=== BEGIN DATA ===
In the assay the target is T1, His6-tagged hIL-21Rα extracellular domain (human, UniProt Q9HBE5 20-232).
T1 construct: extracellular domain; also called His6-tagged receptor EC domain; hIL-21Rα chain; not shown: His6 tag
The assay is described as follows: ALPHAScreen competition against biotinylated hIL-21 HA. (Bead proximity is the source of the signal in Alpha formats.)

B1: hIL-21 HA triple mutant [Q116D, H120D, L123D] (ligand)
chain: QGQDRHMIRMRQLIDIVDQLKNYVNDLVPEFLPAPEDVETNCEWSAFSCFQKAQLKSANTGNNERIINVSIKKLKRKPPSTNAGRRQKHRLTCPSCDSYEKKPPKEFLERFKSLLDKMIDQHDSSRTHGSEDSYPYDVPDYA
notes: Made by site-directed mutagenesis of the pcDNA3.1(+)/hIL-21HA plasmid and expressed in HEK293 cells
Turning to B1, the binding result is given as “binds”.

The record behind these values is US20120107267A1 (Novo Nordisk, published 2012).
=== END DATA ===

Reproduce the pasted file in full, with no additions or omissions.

In the assay the target is T1, His6-tagged hIL-21Rα extracellular domain (human, UniProt Q9HBE5 20-232).
T1 construct: extracellular domain; also called His6-tagged receptor EC domain; hIL-21Rα chain; not shown: His6 tag
The assay is described as follows: ALPHAScreen competition against biotinylated hIL-21 HA. (Bead proximity is the source of the signal in Alpha formats.)

B1: hIL-21 HA triple mutant [Q116D, H120D, L123D] (ligand)
chain: QGQDRHMIRMRQLIDIVDQLKNYVNDLVPEFLPAPEDVETNCEWSAFSCFQKAQLKSANTGNNERIINVSIKKLKRKPPSTNAGRRQKHRLTCPSCDSYEKKPPKEFLERFKSLLDKMIDQHDSSRTHGSEDSYPYDVPDYA
notes: Made by site-directed mutagenesis of the pcDNA3.1(+)/hIL-21HA plasmid and expressed in HEK293 cells
Turning to B1, the binding result is given as “binds”.

The record behind these values is US20120107267A1 (Novo Nordisk, published 2012).